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Native American Youth Engage with Senior Administration Officals at the 2021 White House Tribal Youth Forum

Secretary Deb Haaland, Secretary Xavier Becerra, Secretary Miguel Cardona, Deputy Secretary Jewel Bronaugh, and Deputy Secretary Tommy Beaudreau among senior officials to deliver remarks and speak with Native and tribal young people

 

November 19, 2021



November 18, 2021 - The White House and Nike N7, alongside the Center for Native American Youth (CNAY), yesterday hosted the first Tribal Youth Forum since 2016, bringing Native and tribal youth to participate in an online convening with senior officials from the Biden-Harris Administration. The forum featured a diverse agenda with senior administration officials, professional athletes and guests from Nike N7, and Native youth discussing the intersection of mental health, well-being and belonging.

Yesterday's programming is available to watch in full here: https://youtu.be/1hfiNFOVgUk.

The Forum's agenda is shared below, and a detailed summary of the event by the Center for Native American Youth is available here: https://www.cnay.org/the-white-house-tribal-youth-forum/

Among the remarks from yesterday's event shared with Native and tribal youth:

“The voices and ideas of tribal youth are important to be listened to. You bring with you the knowledge of your communities, the wisdom of your ancestors, the power of your stories, and innovations and creative solutions to our nation's biggest challenges.” - Julie Chávez Rodriguez, White House Office Director for Intergovernmental Affairs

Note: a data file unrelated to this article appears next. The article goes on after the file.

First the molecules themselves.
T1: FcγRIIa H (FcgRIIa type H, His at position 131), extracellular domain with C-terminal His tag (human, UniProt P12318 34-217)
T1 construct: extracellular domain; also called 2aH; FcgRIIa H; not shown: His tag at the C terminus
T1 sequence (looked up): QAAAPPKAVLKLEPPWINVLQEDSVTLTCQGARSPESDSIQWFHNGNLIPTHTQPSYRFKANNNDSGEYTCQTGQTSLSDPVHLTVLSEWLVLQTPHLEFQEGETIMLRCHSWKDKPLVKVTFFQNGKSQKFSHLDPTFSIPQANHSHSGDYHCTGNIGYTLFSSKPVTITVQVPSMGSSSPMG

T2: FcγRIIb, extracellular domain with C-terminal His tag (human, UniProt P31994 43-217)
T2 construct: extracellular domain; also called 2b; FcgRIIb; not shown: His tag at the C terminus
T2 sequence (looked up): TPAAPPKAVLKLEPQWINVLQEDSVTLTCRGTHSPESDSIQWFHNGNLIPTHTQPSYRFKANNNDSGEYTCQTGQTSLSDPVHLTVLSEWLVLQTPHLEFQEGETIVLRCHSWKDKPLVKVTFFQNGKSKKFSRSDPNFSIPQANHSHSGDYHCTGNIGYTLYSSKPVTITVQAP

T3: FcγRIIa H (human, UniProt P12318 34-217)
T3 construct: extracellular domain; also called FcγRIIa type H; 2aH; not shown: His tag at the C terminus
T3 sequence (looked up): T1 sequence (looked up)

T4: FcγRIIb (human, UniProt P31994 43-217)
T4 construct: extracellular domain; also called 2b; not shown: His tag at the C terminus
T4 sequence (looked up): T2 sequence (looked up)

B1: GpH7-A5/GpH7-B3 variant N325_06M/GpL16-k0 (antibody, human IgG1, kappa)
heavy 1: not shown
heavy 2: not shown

On Native representation in federal service:

“One of the fundamentals aspects of many of our Indigenous cultures is the importance of place and that specific place. Many of our creation stories, our languages, are centered around each individual place we are from. I think one of the ways, especially in DC, is that we have a great Native community. We have an incredible support network.” - PaaWee Rivera, Senior Advisor for Intergovernmental Affairs and Director of Tribal Affairs at The White House

On food sovereignty and security:

“In many ways, it is your generations, you, who have raised awareness about the need to restore those Indigenous food ways and return to Indigenous foods and medicines. I’m happy to see us making progress." - Deputy Secretary Jewel Bronaugh, United States Department of Agriculture

On mental health and education:

"The Administration shares your commitment to advancing equity excellence, and justice in education. A key part of that effort will make good on our responsibility to further tribal sovereignty and self-determination. Native students should have the opportunity to learn their language and histories." - Secretary Miguel Cardona, Department of Education

"At HHS, we will keep prioritizing behavioral health, we will keep partnering with tribes to identify solutions and to save lives. You have my word, we will not forget about this generation of tribal youth – as I said, you’ve already proven that you are tomorrow's leaders.” - Secretary Xavier Becerra, Department of Health and Human Services

On climate change and the environment:

“We will be incorporating traditional, ecological knowledge into decision making. We know this is one of the many important bodies of knowledge that contributes to the scientific, technical and social advancement of the United States and our collective understanding of the natural world.” - Chair Brenda Mallory, Council on Environmental Quality

"The recognition [is] that all public lands are tribal lands and that’s truth. Out of that truth comes a lot of power and insight into the way forward to care for and steward public lands that is sustainable and responds to the climate crisis." - Deputy Secretary Tommy Beaudreau, Department of the Interior

Closing remarks: